Even if you spend much of your time under a rock like I do, you probably caught wind of the whole “Why I Stayed” campaign on Twitter (and elsewhere).
There’s big noise because Meredith Vieira shared her story today. The NBC Nightly News shared feedback; one woman mentioned the misconception that people who are abused have low self esteem, which she succinctly defined as a load of hooey (she used a better word but I can’t remember it now). She went on to say that Ms. Vieira’s revelation should give them hope, since she is such a vibrant person who has developed a very positive existence in the years after her abuse.
Hope is great and I certainly applaud Ms. Vieira for telling her story.
I have shared my own in various places but have never said specifically why I stayed.
There were a number of reasons, the most gigantic of which was tied tightly to self esteem. I didn’t have low self esteem–I had no self esteem. I was a love-hungry college student and he was an older man. He showered me with compliments and I basked in the experience. Alarms went off in my head but they did not prevent me from letting him moving in to the apartment I had shared with a colleague. When the true holder of my heart called me one last time (on Thanksgiving; I was standing over the stove, cooking a holiday dinner for this man and my parents…), what I think of now as my truer self screamed, “Wait! Don’t hang up–listen: I’m sneaking out and coming to your house. If you let me crash there, I’ll explain everything.” My actual in-the-moment self said nothing and continued to stir the gravy.
Instead of acting on the advice of my truer self, I got married; my truer self tried to drag me out of the church, but my in-the-moment self stood there and mouthed those words in front of my mom and dad, members of his family, and our church, none of whom had a clue. My truer self would do backflips each time I was screamed at, hit, and shoved. I stayed at first because I felt like I had nowhere to go; I felt like I could not tell my family what had gone on, what went on with regularity.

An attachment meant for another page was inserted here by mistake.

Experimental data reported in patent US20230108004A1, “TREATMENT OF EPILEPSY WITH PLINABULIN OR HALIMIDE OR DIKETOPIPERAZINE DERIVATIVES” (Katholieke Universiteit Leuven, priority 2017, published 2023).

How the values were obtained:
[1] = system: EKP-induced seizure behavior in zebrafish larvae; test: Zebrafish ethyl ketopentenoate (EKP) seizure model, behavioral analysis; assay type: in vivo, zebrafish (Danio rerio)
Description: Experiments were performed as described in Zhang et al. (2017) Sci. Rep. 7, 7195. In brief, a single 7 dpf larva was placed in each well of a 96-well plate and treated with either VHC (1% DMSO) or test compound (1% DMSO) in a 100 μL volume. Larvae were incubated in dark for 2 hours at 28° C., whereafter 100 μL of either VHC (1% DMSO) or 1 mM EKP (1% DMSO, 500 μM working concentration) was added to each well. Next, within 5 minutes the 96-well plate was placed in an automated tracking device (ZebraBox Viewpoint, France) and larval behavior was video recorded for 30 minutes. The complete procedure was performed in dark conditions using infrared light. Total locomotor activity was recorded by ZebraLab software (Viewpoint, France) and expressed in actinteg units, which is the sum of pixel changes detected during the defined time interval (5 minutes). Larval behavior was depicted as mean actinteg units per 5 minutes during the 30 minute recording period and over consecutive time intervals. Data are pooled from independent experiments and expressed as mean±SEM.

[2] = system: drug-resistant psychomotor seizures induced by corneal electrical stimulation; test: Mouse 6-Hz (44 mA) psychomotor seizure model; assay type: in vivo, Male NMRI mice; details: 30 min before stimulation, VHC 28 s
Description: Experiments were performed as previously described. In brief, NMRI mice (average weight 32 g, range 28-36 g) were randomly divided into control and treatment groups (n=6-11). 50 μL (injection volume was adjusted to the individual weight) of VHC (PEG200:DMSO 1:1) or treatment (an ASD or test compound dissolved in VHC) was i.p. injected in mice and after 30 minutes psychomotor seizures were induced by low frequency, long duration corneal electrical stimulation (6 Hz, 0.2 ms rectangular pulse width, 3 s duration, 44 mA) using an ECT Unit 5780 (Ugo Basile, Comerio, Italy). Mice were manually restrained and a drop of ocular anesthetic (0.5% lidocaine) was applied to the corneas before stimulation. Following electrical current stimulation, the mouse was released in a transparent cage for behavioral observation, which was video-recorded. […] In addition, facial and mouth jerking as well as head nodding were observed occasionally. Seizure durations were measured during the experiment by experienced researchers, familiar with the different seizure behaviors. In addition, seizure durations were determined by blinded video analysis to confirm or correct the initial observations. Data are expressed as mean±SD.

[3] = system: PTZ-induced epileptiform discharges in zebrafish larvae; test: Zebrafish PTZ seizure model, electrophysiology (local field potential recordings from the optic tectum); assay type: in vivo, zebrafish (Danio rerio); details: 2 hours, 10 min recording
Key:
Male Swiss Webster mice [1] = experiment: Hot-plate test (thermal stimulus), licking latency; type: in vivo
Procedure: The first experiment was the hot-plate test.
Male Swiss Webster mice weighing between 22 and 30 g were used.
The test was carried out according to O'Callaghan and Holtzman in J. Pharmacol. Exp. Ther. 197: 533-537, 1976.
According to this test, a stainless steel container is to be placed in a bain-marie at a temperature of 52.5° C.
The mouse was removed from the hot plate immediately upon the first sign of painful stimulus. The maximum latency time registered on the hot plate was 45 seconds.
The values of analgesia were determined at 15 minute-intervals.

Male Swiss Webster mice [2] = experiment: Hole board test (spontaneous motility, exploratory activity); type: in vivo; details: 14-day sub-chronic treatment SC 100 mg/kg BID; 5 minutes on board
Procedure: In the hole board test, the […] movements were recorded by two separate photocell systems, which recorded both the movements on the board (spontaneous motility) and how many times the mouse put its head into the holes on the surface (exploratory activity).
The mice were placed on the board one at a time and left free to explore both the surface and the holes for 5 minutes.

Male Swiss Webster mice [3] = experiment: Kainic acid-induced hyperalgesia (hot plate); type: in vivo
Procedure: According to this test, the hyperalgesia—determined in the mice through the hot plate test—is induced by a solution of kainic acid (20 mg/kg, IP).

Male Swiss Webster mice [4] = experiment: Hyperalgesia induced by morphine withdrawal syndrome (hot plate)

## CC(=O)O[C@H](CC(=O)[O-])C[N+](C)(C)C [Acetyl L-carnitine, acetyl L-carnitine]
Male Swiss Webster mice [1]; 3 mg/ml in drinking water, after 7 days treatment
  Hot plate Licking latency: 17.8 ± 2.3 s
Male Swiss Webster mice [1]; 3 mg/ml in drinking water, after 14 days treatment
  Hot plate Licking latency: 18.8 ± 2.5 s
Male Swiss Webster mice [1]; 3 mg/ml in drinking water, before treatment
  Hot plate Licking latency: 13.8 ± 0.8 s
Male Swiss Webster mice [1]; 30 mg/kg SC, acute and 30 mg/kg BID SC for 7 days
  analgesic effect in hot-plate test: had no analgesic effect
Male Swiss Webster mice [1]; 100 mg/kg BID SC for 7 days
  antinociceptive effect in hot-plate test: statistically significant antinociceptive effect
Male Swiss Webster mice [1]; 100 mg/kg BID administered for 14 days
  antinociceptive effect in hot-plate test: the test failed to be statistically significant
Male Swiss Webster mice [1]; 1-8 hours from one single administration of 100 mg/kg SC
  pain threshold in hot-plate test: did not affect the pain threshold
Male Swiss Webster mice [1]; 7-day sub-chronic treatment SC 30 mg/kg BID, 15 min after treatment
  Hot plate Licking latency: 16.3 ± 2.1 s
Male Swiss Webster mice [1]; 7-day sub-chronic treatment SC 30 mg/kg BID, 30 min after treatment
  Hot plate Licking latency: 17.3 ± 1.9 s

And then I got pregnant and stayed because he threatened to take my child and make me out to be a bad mom; the fact that I was the one who made sure my child got what he needed was lost on the in-the-moment me.
As time blundered on I stayed because I was in so deep and simply couldn’t see past the end of my nose. I was afraid.
I was eventually widowed out of that marriage and all the mental health training I had kicked in; couldn’t lean on any of it when I was in the thick of things, right? But once the world was silent I could listen. He was a product of abuse; he did what he knew.
I offer than not as an excuse, but to say that from a distance, I came to understand the abusive nature of that man. Just as I had no one to “school” me about not staying in such a situation, he had no one to “school” him on how not to be the person he was.
MSNBC’s Lawrence O’Donnell asked, “Can you imagine staying in a relationship where you were being hit?” (That wasn’t the exact question but it was close).
Yep. I sure can.
Can I imagine walking away back then?
Sure, if I knew what I know now. If I had listened to my truer self and was then the woman I am today, sure. But as Ms. Vieira said, abuse is complicated. It’s never neat or as simple as, “Just leave.”
And that’s what people must remember before they comment on the experience of anyone in any situation.